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SHORT COMMUNICATION
Year : 2020  |  Volume : 5  |  Issue : 1  |  Page : 23-24

The global status of antimicrobial resistance: A long way to go


1 Department of Community Medicine, Member of the Medical Education Unit and Institute Research Council, Shri Sathya Sai Medical College and Research Institute, Sri Balaji Vidyapeeth – Deemed to be University, Ammapettai, Nellikuppam, Tamil Nadu, India
2 Department of Community Medicine, Shri Sathya Sai Medical College and Research Institute, Sri Balaji Vidyapeeth – Deemed to be University, Ammapettai, Nellikuppam, Tamil Nadu, India

Correspondence Address:
Saurabh RamBihariLal Shrivastava
Professor, Department of Community Medicine, Shri Sathya Sai Medical College and Research Institute, Sri Balaji Vidyapeeth (SBV) – Deemed to be University, Tiruporur - Guduvancherry Main Road, Ammapettai, Nellikuppam, Chengalpet District, Tamil Nadu - 603 108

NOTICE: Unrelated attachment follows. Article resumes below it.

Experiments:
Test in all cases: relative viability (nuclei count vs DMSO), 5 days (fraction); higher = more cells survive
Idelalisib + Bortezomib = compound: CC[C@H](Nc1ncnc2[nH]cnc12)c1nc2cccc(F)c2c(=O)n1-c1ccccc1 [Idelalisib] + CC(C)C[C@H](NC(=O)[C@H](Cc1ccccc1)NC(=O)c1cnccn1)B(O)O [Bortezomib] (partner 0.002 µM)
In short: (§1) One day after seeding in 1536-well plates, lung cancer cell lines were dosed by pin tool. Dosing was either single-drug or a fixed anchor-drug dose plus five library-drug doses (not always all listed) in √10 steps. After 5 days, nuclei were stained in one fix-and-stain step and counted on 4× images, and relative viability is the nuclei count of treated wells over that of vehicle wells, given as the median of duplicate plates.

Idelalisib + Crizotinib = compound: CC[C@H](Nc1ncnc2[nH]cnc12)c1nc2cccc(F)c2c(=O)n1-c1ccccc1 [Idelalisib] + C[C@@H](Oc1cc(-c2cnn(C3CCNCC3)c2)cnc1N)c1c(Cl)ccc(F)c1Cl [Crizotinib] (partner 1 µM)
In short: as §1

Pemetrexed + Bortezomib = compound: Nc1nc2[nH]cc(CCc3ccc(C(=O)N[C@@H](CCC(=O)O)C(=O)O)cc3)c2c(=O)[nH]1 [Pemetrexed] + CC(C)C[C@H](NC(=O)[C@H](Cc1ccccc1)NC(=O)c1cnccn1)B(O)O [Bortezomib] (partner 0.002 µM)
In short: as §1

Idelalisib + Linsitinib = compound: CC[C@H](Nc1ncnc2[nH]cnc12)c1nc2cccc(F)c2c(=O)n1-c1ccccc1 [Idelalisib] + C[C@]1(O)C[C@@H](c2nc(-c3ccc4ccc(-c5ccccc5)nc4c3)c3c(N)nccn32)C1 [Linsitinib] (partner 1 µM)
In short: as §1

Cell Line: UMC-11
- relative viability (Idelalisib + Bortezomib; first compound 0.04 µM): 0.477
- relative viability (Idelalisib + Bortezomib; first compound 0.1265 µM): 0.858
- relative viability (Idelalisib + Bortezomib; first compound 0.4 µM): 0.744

India
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Source of Support: None, Conflict of Interest: None


DOI: 10.4103/ed.ed_26_19

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The emergence of antimicrobial resistance (AMR) has jeopardized the prevention and therapeutic option to a broad range of infections caused by microorganisms. The findings of a recently released global survey depicted that 68%, 44% and 80% of the 154 participating nations have developed a surveillance system for reporting drug-resistant infections among humans, tracking consumption of drugs, and establishment of necessary policies to regulate the sale of the drugs respectively. Despite the presence of these measures, the presence of unregulated medicines cannot be denied and it won't be wrong to say that drugs are being sold over the counter and without the prescription. In other words, these are a direct indication that there is an immense need for better investment and focused actions to respond to the problem. To summarize, antimicrobial resistance is a major and a serious threat to the global public health and essentially requires interventions across different nations and communities to deal with the problem.


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